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L'Université de Montréal doit rembourser 18 millions $ perçus en trop

L'Université de Montréal doit rembourser 18 millions $ perçus en trop | Higher Education and academic research | Scoop.it

L'Université de Montréal doit rembourser au gouvernement 18 millions $ perçus en trop pendant 10 ans pour des étudiants qui ont été financés... en double. (...) - par Daphnée Dion-Viens, La Presse, 23/07/2014

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Student loan system is almost financially unworkable, say MPs

Student loan system is almost financially unworkable, say MPs | Higher Education and academic research | Scoop.it

Commons business committee calls for review amid fears of multibillion-pound black hole in university funding.

The entire student loan system is nearing a point where it is financially unworkable, the group of MPs in charge of scrutinising university policy has found.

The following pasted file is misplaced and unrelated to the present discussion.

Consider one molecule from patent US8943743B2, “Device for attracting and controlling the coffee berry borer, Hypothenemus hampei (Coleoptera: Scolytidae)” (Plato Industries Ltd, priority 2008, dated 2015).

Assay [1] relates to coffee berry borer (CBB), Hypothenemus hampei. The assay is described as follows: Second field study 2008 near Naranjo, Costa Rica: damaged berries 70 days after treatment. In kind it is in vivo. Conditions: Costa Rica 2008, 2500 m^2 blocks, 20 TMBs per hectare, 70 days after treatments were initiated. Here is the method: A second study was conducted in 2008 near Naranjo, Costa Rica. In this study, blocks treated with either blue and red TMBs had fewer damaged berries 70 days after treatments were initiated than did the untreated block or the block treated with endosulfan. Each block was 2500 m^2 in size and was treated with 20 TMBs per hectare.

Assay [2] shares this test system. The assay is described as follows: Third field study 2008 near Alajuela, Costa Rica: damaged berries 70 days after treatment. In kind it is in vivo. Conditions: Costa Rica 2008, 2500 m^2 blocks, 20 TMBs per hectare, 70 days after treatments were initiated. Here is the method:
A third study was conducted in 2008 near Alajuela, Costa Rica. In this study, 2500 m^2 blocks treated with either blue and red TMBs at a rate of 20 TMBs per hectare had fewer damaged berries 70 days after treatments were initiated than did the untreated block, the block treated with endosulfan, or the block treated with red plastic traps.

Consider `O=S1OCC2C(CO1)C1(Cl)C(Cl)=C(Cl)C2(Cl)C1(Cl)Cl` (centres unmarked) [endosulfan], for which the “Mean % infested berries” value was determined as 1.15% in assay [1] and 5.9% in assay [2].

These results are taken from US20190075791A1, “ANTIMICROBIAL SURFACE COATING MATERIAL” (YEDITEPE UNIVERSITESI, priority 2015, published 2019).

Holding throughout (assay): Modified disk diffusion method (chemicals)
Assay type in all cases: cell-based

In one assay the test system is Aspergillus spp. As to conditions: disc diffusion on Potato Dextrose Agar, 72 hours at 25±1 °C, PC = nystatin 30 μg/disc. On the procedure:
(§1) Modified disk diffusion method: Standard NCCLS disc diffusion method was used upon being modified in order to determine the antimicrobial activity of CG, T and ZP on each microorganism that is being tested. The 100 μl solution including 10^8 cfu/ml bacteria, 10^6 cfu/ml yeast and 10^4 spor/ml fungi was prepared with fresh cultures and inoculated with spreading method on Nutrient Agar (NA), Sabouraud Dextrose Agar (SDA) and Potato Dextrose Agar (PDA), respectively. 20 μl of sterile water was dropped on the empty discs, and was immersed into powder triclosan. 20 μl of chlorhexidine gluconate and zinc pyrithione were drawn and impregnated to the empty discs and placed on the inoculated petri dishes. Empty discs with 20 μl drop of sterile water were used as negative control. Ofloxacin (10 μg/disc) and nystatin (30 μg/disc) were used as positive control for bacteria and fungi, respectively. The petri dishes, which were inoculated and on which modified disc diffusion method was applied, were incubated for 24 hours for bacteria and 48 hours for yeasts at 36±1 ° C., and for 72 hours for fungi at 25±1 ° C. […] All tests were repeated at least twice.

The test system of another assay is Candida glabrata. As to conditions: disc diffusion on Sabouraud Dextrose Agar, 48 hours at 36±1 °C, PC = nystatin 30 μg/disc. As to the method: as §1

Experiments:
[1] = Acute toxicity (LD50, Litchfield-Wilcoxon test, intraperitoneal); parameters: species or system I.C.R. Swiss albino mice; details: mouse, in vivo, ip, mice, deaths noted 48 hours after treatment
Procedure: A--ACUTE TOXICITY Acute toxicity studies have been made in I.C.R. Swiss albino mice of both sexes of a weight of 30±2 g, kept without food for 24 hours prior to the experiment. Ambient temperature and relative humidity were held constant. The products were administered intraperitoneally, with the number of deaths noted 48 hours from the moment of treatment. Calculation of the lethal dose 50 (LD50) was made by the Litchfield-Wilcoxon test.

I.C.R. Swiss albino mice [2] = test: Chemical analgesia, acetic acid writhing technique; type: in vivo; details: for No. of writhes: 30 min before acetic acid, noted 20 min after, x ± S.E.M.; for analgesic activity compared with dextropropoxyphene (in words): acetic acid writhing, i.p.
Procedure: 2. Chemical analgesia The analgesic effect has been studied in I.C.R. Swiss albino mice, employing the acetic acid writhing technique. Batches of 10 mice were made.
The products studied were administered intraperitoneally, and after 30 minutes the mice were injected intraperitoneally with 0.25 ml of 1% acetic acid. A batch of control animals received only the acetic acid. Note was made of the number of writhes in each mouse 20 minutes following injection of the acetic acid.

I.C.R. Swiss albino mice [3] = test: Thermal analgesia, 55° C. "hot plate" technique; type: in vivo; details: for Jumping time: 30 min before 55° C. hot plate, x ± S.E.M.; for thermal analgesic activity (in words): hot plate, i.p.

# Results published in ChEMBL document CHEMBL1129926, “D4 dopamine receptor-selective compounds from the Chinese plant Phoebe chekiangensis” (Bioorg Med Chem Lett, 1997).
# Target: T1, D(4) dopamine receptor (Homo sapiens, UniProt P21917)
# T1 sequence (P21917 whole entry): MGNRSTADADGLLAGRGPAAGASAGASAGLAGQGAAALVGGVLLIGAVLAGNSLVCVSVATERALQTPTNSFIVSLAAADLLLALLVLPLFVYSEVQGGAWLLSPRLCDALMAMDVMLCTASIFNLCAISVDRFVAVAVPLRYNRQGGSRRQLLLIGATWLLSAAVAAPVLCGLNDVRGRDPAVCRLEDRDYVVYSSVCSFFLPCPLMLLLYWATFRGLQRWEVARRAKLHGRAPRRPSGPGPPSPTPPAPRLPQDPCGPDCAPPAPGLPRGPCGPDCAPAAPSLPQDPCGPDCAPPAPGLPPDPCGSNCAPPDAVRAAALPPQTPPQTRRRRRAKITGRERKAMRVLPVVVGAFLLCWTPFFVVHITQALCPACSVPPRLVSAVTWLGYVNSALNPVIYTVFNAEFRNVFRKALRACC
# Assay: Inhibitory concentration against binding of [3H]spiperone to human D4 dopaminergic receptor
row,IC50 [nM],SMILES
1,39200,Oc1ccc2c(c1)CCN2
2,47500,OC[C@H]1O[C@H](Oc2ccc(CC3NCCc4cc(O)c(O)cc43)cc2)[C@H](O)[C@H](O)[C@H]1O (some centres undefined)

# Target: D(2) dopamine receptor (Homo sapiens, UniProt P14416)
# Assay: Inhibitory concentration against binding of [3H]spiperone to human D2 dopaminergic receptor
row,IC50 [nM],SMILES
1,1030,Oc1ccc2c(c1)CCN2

In a scathing report, the Commons business committee called for an urgent review of the system, amid predictions the government is heading towards a multibillion-pound black hole in the funding of universities.

There are growing fears among academics about the student loan system, despite unpopular changes in 2011 that involved tripling tuition fees for students. In its inquiry, the committee found that plans to lift a cap on student numbers, funded by selling the student loan book, may make the funding gap worse. (...) - by Rowena MAson, The Guardian, 22 July 2014

The entire student loan system is nearing a point where it is financially unworkable, the group of MPs in charge of scrutinising university policy has found.

In a scathing report, the Commons business committee called for an urgent review of the system, amid predictions the government is heading towards a multibillion-pound black hole in the funding of universities.